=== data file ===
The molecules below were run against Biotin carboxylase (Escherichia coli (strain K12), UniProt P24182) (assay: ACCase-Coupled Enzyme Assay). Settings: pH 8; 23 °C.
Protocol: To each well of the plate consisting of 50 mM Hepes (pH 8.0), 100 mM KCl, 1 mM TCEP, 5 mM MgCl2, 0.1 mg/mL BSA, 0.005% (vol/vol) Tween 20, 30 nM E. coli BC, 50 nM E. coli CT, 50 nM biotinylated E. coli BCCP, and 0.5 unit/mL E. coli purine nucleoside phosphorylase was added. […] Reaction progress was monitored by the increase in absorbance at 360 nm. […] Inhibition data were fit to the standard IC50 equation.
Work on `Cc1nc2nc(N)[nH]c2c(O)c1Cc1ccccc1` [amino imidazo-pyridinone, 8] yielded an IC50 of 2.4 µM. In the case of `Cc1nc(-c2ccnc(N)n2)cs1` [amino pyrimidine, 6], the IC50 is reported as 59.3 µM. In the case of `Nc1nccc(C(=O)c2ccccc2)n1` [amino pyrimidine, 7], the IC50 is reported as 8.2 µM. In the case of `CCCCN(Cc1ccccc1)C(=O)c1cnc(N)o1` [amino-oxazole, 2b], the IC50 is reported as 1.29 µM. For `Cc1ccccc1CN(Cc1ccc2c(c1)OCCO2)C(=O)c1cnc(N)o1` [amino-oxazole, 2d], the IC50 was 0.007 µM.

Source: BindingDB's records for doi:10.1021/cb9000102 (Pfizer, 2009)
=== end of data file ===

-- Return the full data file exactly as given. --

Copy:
The molecules below were run against Biotin carboxylase (Escherichia coli (strain K12), UniProt P24182) (assay: ACCase-Coupled Enzyme Assay). Settings: pH 8; 23 °C.
Protocol: To each well of the plate consisting of 50 mM Hepes (pH 8.0), 100 mM KCl, 1 mM TCEP, 5 mM MgCl2, 0.1 mg/mL BSA, 0.005% (vol/vol) Tween 20, 30 nM E. coli BC, 50 nM E. coli CT, 50 nM biotinylated E. coli BCCP, and 0.5 unit/mL E. coli purine nucleoside phosphorylase was added. […] Reaction progress was monitored by the increase in absorbance at 360 nm. […] Inhibition data were fit to the standard IC50 equation.
Work on `Cc1nc2nc(N)[nH]c2c(O)c1Cc1ccccc1` [amino imidazo-pyridinone, 8] yielded an IC50 of 2.4 µM. In the case of `Cc1nc(-c2ccnc(N)n2)cs1` [amino pyrimidine, 6], the IC50 is reported as 59.3 µM. In the case of `Nc1nccc(C(=O)c2ccccc2)n1` [amino pyrimidine, 7], the IC50 is reported as 8.2 µM. In the case of `CCCCN(Cc1ccccc1)C(=O)c1cnc(N)o1` [amino-oxazole, 2b], the IC50 is reported as 1.29 µM. For `Cc1ccccc1CN(Cc1ccc2c(c1)OCCO2)C(=O)c1cnc(N)o1` [amino-oxazole, 2d], the IC50 was 0.007 µM.

Source: BindingDB's records for doi:10.1021/cb9000102 (Pfizer, 2009)